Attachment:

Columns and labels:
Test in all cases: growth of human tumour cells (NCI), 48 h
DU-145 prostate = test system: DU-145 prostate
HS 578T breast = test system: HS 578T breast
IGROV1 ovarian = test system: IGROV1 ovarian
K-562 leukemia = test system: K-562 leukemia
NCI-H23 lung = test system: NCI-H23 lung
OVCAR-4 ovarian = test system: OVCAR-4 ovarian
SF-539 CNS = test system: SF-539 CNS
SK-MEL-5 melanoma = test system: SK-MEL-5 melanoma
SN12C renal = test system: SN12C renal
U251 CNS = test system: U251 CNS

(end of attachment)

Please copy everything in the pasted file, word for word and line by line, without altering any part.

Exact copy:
Columns and labels:
Test in all cases: growth of human tumour cells (NCI), 48 h
DU-145 prostate = test system: DU-145 prostate
HS 578T breast = test system: HS 578T breast
IGROV1 ovarian = test system: IGROV1 ovarian
K-562 leukemia = test system: K-562 leukemia
NCI-H23 lung = test system: NCI-H23 lung
OVCAR-4 ovarian = test system: OVCAR-4 ovarian
SF-539 CNS = test system: SF-539 CNS
SK-MEL-5 melanoma = test system: SK-MEL-5 melanoma
SN12C renal = test system: SN12C renal
U251 CNS = test system: U251 CNS